It is said that the falling off a ladder is less a problem than one’s ultimate meeting with the ground below. So it is with democracy unrestrained by constitutional charter. The absurd debt incurred annually by Congressmen gaming re-election prospects will be less bothersome than the rioting in the streets when China cuts off our credit limit.

Democrats, the party of public dependence, responded in predictably shrill tones to the addition of Paul Ryan to the Mitt Romney ticket. Mr. Ryan’s budgetary proposal is to borrow $300 billion per year to operate the unconstitutionally large National Government instead of $1.3 trillion. My own preference is for Rand Paul’s plan which balances the budget in five years and uproots a few federal departments planted and grown under the liberal fallacy of a Constitution limited only by the whims of the populace.

Even so, I credit Mitt with choosing one of the three Pauls, even if his Paul carries a hedge-trimmer instead of shovel. With half our voting public pocketing one or another government subsidy, it’s a wonder we are not yet Venezuela. At this point in history I’ll take anyone who promises to whittle away at the dependency agenda.

Pragmatic libertarians like me view this is as a two-prong defense of liberty. The Republican presidential ticket, if true to its word, will slow and perhaps arrest some of the growth of the National Government. The longer prong is with the States. When I say States, I don’t mean the liberal miasmas of California or New York, but those hardy States with a citizenry displaying a clear bias for liberty and against the overlords of Washington, D.C.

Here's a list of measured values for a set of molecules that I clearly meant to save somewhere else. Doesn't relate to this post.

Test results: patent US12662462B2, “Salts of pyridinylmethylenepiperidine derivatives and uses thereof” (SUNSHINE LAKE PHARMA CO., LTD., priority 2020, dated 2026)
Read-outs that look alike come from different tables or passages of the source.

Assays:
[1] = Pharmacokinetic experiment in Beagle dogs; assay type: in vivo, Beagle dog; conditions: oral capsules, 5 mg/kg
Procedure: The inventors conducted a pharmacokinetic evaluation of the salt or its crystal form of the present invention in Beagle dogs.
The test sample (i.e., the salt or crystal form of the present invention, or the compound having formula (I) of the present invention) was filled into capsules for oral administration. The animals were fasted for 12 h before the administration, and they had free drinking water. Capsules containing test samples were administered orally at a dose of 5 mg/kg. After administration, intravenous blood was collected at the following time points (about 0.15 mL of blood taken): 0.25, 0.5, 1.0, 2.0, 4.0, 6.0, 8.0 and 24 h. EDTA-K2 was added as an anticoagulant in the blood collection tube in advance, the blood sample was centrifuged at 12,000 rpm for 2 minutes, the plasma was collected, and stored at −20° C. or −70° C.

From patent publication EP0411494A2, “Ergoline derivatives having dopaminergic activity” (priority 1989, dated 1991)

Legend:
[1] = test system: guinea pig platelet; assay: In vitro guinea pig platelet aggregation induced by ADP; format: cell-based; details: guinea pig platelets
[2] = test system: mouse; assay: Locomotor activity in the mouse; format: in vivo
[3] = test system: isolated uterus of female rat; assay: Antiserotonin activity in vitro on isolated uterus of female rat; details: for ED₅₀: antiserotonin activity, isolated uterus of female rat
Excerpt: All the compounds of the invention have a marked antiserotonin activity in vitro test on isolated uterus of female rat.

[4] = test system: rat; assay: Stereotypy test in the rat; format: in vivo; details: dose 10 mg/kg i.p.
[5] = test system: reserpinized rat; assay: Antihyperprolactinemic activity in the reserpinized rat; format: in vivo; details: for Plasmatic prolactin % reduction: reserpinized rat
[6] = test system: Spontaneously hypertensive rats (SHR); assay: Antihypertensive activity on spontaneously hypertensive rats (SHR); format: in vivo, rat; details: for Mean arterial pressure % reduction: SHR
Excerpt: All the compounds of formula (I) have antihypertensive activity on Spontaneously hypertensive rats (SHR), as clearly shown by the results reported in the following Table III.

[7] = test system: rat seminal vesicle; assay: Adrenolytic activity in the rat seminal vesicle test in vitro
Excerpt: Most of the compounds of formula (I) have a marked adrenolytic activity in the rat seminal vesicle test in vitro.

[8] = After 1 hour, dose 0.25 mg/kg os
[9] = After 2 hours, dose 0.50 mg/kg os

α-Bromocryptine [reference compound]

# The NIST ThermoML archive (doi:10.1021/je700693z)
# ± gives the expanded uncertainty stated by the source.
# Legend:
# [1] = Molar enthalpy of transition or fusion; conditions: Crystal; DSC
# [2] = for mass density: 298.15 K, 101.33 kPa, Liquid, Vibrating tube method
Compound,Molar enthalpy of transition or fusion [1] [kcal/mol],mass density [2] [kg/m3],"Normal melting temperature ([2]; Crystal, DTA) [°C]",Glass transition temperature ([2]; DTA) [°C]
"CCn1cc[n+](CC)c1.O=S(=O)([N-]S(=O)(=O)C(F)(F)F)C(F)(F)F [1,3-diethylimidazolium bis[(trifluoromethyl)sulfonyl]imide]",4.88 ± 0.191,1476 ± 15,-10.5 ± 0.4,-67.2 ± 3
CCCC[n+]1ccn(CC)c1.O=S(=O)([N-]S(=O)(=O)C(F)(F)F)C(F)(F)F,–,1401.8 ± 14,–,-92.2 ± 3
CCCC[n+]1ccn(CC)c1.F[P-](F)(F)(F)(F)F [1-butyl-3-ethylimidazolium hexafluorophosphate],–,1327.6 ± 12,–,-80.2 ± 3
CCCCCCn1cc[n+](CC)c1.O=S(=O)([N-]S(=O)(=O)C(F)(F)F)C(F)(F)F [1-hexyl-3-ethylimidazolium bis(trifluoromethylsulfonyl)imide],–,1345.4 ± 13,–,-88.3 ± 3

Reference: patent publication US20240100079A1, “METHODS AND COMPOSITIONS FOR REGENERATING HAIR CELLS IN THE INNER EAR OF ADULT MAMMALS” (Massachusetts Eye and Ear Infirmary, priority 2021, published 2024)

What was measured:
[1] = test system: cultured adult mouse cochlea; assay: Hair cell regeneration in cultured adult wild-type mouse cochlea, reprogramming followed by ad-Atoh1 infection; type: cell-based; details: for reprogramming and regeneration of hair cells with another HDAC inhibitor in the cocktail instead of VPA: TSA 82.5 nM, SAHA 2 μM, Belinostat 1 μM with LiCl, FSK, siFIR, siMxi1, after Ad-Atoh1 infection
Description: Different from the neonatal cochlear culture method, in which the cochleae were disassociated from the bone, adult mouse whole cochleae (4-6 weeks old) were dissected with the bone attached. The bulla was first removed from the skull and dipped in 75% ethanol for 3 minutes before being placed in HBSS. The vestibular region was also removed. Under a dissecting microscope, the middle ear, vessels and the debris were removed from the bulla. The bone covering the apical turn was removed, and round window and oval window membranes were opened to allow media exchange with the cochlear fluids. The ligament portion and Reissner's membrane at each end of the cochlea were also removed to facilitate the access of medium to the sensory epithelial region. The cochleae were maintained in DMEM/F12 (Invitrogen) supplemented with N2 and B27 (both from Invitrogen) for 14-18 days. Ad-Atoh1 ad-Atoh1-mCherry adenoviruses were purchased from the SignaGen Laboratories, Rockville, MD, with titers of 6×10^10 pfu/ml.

To save our Constitution, our economy and our liberty from the collectivist tendencies of democratic socialism, we need the counterweight of state capitals solidly in our corner. One might find it challenging in the year 2012 to say with a straight face that Connecticut and Michigan are the bulwarks against federal tyranny, but James Madison wasn’t on the staff of The Onion when he wrote:

“On the other hand, should an unwarrantable measure of the federal government be unpopular in particular States, which would seldom fail to be the case, or even a warrantable measure be so, which may sometimes be the case, the means of opposition to it are powerful and at hand. The disquietude of the people; their repugnance and, perhaps, refusal to co-operate with the officers of the Union; the frowns of the executive magistracy of the State; the embarrassments created by legislative devices, which would often be added on such occasions, would oppose, in any State, difficulties not to be despised; would form, in a large State, very serious impediments; and where the sentiments of several adjoining States happened to be in unison, would present obstructions which the federal government would hardly be willing to encounter.”

Restoring our Republic means subordinating democracy to the Constitution and reaffirming the sovereignty of the States. Democratic socialism of the variety embraced by President Obama has saddled us with a massive entitlement state and $16 trillion of debt which probably can’t be paid back. I heartily support Mitt and Paul’s plan to starve the beast, but we need the States (and the Ron Paul Revolution) to corral that beast back into its constitutional cage.

cross-posted from the Sweaty Federalist

Benjamin Gross
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